So many people ask this, so I thought I'd post this explanation. I have also published a more detailed BLOG site about the my nappies and about wool.
Wool is absorbent, but absorbs very slowly. Because of the body heat of your baby, and the warmth of the wool, it also evaporates, and with a well lanolised cover, this happens at the same rate as it absorbs.
When evaporation takes place, the wet is turned into gasses. Most people think this will be steam, but in fact it's not. Steam is created when evaporated water condenses again, and this happens when the air containing the evaporated gasses, hits something cold, and there is enough wet in it to saturate the air. (This is called the dew point)
If you have a PUL wrap, the inside of the PUL will not let the wet get any further, so the amount of evaporated gasses builds up, and also because PUL has a cold feel, the saturated air will cause wet to condense again, and get absorbed back into the nappy. This doesn't happen with wool, because it is warm, and can breath, so "dew point" is never reached, and the gasses continue one their journey, unrestricted by the wool , baby clothes, bedding etc. It will finally condense possibly when it hits the window of your baby's room in winter, but basically the amount of wet in the air never gets high enough to cause a dew point.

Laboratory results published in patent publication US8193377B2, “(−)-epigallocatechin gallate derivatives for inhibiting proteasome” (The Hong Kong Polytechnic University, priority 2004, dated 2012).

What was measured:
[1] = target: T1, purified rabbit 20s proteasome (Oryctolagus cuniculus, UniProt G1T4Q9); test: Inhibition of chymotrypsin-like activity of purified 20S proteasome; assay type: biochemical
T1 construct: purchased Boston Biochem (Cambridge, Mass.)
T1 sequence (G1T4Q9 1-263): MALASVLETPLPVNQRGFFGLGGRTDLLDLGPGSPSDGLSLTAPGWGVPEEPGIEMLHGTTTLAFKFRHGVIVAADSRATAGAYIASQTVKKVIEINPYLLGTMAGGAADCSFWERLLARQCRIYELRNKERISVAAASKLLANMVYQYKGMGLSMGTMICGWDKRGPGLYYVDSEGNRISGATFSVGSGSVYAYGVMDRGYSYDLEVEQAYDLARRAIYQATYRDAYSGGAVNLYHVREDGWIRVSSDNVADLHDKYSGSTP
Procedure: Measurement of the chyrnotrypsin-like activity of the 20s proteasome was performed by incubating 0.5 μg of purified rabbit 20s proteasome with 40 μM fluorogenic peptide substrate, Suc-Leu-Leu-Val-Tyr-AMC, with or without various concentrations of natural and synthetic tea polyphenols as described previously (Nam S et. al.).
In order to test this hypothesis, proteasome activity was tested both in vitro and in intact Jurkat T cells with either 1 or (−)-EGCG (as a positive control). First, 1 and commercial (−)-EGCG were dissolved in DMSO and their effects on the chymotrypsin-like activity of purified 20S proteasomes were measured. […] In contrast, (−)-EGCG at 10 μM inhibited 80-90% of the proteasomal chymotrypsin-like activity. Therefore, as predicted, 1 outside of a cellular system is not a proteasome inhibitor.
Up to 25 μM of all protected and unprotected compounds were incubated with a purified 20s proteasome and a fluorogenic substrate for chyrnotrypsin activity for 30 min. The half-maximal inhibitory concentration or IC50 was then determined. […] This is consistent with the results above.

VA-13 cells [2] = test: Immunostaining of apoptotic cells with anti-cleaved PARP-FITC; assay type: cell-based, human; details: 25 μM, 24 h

If you are still sceptical, why not try one out with our Soaker trial.
Wool does need relanolising now and again, but ths is a very simple process if you use Instant Soluble lanolin